Unfortunately, it only has 3 modes of difficulty.  There is "Friendly" that tries to automatically adjust to your level, however, Paul and I playing together lost to this mode.   There is "Challenge" that tries to be tougher, and then there is "Expert".  Given that it is running Stockfish, this "Expert" mode probably plays like a strong Grandmaster or better.  The Stockfish program running on a desktop computer is far better than any human player.

An ideal chess program would allow you to set the playing ability by ELO rating, which for computers can go up to about 3600.  My rating is around 2000.  Magnus Carlsen is rated 2847.   Ideally, it could also go down to zero.  


Top 10 Chess Players (2000-2020)

I think that this is interesting.  Magnus Carlsen appears on the list at 1:20 in the video.  By 1:38 he is #1. 

Here are the top computer chess programs:

In the final standings, I am surprised that AlphaZero is not on top.

Giveaway INC - GM Simon Williams | iChess.net

I'm not suggesting that anyone purchase this course.  However, the sample videos here are interesting.



Endgame lessons



#15 puzzle

I used to be fond of the #15 puzzle, and even Bobby Fischer was fond of it. The 19nth century puzzle maker Sam Lloyd claimed that he invented it, but it was actually invented by a 19nth century postmaster named Noyes Chapman.

It seems to me that the puzzle is a precursor to the Rubicks' Cube. Both involve sliding pieces in a limited way. It is possible to take apart and reassemble both in a way that can't be solved. https://en.wikipedia.org/wiki/15_puzzle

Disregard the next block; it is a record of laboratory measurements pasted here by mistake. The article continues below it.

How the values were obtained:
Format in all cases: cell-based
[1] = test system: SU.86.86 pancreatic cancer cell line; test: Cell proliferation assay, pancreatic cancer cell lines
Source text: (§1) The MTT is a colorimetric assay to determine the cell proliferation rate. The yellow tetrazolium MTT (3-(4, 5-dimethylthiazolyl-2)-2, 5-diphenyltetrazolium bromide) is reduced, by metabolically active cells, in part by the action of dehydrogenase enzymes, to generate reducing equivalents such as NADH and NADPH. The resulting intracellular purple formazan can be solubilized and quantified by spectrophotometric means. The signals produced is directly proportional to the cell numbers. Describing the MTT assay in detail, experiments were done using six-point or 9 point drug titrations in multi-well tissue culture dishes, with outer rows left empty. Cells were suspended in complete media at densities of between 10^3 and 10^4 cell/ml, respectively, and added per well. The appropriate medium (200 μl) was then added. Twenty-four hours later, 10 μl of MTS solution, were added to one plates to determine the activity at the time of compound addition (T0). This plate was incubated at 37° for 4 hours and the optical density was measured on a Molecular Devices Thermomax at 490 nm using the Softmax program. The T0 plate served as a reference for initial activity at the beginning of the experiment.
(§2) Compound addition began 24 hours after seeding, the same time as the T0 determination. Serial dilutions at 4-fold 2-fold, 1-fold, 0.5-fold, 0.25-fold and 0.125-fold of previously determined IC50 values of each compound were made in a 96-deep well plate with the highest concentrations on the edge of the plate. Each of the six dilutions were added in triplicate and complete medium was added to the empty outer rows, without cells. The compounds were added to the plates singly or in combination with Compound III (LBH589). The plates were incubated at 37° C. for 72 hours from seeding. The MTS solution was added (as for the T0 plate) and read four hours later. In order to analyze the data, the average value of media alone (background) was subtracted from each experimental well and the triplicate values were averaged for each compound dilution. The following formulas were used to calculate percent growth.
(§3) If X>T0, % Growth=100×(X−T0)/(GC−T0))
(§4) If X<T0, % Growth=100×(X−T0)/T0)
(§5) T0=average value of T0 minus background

8 Year Old Girl Hustles Trash Talker With Genius Trap! Next Beth Harmon! Boston Mike vs Dada

Cutting to the chase, at 6:20 in the video the eight-year-old girl makes a blunder against some street trash talker, but then she sets a trap which he falls for, and then she destroys the guy.  I missed the later Rook to f2 check that was very powerful.



No One Ever Defeated a Grandmaster Quite Like This

In the USCF online rated blitz tournament last night, I had some good games against higher rated players especially after they seemed to play risky moves in the opening.  I beat one master and lost to two others.   I started the tournament as number 20 out of 67 players and finished 11nth.

I had not played one of these online tournaments in about 5 months, but I need the practice and want to make it a weekly habit.  


Tennison Gambit

Play online chess

Tennison Gambit

Play chess online

Tennison Gambit

Play chess online
Click here for 14... Bd3.

Tennison Gambit

Click here for 16. Re1.
Click here for 16... Kb8.
Click here for the continuation!"

Tennison Gambit

Click here for 16... Kb8.
Click here for 16... Kb8.
Click here for 16... Kb8.
Click here for 16... Kb8.
Click here for 14... Bd3.
Click here for 16. Re1.
Click here for 16... Kb8.


MrBeast Secret Chess Coach LEAKED

This is an overhyped chess game by two low-rated YouTuber chess players, but apparently, there was a $10,000 wager on the line, with reportedly the money going to charity.  I think that the comments are instructive, although he sometimes praises mediocre moves.  There were some good moves in this game, but also some not-so-good.


I just realized that there is a second game in the video.  The second game is simpler than the first.  The lower-rated player just fell apart quickly.  The higher-rated 1100 player seems a little better than his rating.